Share Email Print
cover

Proceedings Paper

Nonlinear signal processing of electroencephalograms for automated sleep monitoring
Author(s): D. Wilson; D. D. Rowlands; Daniel A. James; T. Cutmore
Format Member Price Non-Member Price
PDF $14.40 $18.00

Paper Abstract

An automated classification technique is desirable to identify the different stages of sleep. In this paper a technique for differentiating the characteristics of each sleep phase has been developed. This is an ideal pre-processor stage for classifying systems such as neural networks. A wavelet based continuous Morlet transform was developed to analyse the EEG signal in both the time and frequency domain. Test results using two 100 epoch EEG test data sets from pre-recorded EEG data are presented. Key rhythms in the EEG signal were identified and classified using the continuous wavelet transform. The wavelet results indicated each sleep phase contained different rhythms and artefacts (noise from muscle movement in the EEG); providing proof that an EEG can be classified accordingly. The coefficients founded by the wavelet transform have been emphasised by statistical techniques. Hypothesis testing was used to highlight major differences between adjacent sleep stages. Various signal processing methods such as power spectrum density and the discrete wavelet transform have been used to emphasise particular characteristics in an EEG. By implementing signal processing methods on an EEG data set specific rules for each sleep stage have been developed suitable for a neural network classification solution.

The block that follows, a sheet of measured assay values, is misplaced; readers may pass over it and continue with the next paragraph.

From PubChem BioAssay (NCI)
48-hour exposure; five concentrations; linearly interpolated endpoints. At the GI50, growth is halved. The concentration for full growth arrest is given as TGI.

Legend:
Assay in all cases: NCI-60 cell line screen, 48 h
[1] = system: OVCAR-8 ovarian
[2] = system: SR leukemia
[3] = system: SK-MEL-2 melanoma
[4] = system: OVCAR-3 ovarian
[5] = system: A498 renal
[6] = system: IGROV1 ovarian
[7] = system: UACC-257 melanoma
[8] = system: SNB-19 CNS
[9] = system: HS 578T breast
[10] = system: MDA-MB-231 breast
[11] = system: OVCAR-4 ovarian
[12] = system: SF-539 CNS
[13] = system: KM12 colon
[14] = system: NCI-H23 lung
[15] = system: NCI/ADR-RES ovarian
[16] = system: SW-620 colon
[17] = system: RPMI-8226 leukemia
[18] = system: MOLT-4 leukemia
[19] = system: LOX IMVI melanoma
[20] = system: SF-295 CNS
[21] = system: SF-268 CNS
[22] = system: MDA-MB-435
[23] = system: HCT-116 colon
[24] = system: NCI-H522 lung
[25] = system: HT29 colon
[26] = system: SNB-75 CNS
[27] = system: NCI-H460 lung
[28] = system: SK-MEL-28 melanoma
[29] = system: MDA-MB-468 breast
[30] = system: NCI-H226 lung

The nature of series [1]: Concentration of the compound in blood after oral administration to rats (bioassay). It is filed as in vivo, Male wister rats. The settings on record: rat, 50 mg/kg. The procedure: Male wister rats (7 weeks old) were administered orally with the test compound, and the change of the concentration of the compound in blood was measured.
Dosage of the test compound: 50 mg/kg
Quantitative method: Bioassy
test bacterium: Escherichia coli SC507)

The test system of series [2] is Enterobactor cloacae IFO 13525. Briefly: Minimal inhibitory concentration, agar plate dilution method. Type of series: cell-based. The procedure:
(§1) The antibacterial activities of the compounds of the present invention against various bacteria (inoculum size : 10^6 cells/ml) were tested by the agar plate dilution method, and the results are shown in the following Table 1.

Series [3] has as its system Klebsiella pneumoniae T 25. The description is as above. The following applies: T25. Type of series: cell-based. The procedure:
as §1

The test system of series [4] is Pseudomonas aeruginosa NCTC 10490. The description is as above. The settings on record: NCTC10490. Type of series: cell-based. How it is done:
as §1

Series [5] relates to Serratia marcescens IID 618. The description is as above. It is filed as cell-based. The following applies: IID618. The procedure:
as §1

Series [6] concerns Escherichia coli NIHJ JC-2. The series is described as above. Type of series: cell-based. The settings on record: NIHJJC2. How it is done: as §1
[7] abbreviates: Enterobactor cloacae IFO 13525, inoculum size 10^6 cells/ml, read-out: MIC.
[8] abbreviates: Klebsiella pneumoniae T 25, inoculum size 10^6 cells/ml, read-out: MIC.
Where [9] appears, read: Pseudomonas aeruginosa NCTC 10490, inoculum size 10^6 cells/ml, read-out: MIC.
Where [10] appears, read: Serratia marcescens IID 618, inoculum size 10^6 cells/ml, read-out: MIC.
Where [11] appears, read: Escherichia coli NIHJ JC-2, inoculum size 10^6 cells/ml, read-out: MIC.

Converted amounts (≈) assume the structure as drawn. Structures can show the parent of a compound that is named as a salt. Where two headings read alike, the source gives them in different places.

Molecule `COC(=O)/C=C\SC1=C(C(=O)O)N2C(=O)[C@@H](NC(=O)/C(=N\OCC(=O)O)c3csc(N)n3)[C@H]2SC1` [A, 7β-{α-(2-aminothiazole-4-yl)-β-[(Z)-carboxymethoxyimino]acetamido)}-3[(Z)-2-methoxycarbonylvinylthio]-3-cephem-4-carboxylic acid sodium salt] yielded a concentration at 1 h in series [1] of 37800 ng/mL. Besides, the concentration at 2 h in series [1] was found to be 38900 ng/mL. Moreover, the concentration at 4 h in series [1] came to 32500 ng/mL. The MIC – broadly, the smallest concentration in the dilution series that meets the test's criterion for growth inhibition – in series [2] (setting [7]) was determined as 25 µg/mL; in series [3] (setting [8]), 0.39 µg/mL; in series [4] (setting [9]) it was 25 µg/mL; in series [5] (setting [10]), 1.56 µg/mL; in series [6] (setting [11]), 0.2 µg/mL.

Paper Details

Date Published: 16 February 2005
PDF: 11 pages
Proc. SPIE 5651, Biomedical Applications of Micro- and Nanoengineering II, (16 February 2005); doi: 10.1117/12.582317
Show Author Affiliations
D. Wilson, Griffith Univ. (Australia)
D. D. Rowlands, Griffith Univ. (Australia)
Daniel A. James, Griffith Univ. (Australia)
T. Cutmore, Griffith Univ. (Australia)


Published in SPIE Proceedings Vol. 5651:
Biomedical Applications of Micro- and Nanoengineering II
Dan V. Nicolau, Editor(s)

© SPIE. Terms of Use
Back to Top